As the country gravitates towards watershed elections next year, there should be zero tolerance to violence.
President Robert Mugabe has already indicated his eagerness to have the polls next March.
Finance minister Tendai Biti on Monday could not have put it any better when he concluded electoral violence was Zimbabwe’s biggest undoing threatening the country’s economic restoration and political gains.
The MDC-T secretary-general was spot-on when he said Zimbabwe had never enjoyed even 10 years of peace since Independence 32 years ago because of political violence and the accompanying economic hardships.
Unless action was taken to deal with the violence, he said, Zimbabwe could easily slide back to the dark political and economic past. While Mugabe and Prime Minister Morgan Tsvangirai have on various platforms called for an end to violence, their pleas have fallen on deaf ears; this because of their blind party followers.
Critics contend that the absence of political will by some parties in the coalition government to move from a violence-inspired to a new knowledge-based political approach is a threat to the holding of free and fair elections.
While we applaud calls by the respective political parties to end political violence, it seems their supporters have failed to walk the talk and with elections looming, the ominous signs of hostility towards each other are beginning to show.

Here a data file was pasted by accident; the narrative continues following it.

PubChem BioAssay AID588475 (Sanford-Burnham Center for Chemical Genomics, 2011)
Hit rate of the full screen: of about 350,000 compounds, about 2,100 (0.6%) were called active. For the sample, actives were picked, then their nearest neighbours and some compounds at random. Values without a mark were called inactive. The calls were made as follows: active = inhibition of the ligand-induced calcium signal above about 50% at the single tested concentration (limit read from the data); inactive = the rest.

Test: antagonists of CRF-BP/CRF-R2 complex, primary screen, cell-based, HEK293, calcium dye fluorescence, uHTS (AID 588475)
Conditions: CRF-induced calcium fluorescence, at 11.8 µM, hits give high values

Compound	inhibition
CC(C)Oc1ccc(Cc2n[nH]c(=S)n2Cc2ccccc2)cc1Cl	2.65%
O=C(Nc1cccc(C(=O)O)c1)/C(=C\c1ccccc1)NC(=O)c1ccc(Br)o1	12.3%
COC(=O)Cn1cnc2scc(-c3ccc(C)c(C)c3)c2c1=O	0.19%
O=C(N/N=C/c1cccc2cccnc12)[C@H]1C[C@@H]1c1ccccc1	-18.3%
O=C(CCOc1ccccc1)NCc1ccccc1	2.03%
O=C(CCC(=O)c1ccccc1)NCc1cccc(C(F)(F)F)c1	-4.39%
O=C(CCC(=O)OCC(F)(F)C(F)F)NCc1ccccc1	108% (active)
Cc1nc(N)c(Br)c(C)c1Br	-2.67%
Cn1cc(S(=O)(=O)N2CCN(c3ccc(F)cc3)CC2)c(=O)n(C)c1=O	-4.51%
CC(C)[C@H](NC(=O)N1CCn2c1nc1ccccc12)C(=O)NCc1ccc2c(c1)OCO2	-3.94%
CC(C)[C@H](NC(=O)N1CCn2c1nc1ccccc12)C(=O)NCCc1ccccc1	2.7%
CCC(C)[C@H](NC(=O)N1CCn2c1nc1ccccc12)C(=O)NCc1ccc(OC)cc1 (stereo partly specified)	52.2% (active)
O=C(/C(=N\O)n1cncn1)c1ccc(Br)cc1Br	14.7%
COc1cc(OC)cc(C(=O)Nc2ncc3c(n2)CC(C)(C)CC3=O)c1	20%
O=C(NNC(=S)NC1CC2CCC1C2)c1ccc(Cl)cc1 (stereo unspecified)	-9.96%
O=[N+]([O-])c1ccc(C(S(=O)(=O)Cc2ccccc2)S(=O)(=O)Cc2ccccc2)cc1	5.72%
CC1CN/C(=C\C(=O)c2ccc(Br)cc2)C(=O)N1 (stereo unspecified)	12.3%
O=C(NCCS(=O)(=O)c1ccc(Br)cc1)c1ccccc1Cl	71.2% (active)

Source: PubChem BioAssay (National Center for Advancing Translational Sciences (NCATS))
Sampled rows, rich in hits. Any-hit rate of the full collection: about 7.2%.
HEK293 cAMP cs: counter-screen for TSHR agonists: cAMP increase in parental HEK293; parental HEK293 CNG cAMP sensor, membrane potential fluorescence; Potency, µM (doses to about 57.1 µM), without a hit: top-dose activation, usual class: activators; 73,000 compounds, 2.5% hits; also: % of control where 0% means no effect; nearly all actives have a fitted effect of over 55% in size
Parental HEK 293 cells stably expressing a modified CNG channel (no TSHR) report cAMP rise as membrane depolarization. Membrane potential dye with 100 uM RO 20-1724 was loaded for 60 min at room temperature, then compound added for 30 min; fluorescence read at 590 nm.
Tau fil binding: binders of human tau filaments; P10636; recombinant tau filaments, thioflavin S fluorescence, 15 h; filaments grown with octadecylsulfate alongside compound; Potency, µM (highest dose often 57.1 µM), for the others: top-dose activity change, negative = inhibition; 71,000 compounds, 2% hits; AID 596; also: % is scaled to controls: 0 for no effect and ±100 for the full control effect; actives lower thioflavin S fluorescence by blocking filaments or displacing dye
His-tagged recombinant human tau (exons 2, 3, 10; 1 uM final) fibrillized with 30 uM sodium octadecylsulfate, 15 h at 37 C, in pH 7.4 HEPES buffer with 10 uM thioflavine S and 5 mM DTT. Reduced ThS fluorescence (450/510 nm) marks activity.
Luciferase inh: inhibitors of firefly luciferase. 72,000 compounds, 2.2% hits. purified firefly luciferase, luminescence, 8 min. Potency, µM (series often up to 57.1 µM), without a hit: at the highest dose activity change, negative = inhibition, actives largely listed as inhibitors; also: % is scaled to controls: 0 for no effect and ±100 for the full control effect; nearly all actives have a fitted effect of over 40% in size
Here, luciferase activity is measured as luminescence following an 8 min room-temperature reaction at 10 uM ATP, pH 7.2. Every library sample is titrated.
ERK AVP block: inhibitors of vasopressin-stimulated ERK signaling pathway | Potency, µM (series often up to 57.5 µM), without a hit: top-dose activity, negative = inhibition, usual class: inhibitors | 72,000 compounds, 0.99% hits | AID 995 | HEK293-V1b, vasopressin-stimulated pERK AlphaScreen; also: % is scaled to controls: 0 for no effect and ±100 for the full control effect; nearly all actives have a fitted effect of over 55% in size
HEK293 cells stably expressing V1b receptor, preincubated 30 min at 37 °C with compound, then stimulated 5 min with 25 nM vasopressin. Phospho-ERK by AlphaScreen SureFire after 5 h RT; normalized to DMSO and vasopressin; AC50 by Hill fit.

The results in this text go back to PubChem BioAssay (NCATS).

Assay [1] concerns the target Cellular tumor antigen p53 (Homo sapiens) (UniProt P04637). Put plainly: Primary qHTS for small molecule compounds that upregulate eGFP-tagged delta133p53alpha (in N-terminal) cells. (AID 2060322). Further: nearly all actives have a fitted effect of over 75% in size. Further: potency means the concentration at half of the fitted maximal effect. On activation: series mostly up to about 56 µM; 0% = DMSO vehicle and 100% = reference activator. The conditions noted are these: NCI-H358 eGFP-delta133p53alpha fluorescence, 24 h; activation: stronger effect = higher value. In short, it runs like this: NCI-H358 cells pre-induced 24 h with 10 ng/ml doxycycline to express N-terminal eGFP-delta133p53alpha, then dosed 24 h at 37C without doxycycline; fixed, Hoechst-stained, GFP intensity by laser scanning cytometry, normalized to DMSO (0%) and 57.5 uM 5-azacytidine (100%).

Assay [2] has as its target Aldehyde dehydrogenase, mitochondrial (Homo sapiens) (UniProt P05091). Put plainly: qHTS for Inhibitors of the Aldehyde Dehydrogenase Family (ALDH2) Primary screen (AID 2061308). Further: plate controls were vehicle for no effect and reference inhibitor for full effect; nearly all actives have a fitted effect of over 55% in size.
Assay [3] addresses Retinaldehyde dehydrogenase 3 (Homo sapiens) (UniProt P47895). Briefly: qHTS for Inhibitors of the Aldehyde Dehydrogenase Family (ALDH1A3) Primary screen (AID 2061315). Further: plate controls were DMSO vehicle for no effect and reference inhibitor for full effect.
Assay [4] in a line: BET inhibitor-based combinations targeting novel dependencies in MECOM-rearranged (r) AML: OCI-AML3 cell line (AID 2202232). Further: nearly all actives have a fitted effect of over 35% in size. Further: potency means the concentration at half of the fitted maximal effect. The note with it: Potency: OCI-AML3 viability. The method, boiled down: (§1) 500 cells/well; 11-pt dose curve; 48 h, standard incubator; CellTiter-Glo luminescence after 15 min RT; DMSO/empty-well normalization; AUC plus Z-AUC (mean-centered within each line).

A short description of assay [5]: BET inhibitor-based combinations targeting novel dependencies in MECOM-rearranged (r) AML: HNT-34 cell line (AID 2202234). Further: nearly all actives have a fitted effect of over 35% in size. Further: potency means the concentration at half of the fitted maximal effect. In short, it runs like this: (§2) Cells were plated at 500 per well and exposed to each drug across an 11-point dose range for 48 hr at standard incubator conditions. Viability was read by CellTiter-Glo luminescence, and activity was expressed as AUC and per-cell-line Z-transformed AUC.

It is in this context that we believe political leaders should be at the forefront in exercising restraint in the run-up to elections.
We implore the security forces to be as impartial as possible and deal with any cases of political violence without fear or favour.
On the other hand, the government must ensure the police force is adequately resourced to enable it to carry out its mandate.
The barbaric political violence of 2008 should never be repeated. While Mugabe’s recent utterances at the burial of the late Stan Mudenge that Zimbabweans must be tolerant of each other’s views to allow for a free vote in general elections, was a breath of fresh air, more is needed from political leaders.
In the same vein, we urge politicians to desist from making statements that may incite violence.
A case in point being the alleged utterances by Justice minister Patrick Chinamasa that the military would stage a coup if Tsvangirai won the next presidential poll.
The importance of a peaceful election cannot be overstated; it will help underwrite the economic growth we have experienced over the past few years and will show Zimbabwe’s commitment to peace and stability. While the physical aspect of violence can be attended to at various hospitals dotted around the country, it may haunt victims forever. It’s time we co-existed as a people despite different political views.
Let us shun violence in all its manifestations and help build a better Zimbabwe.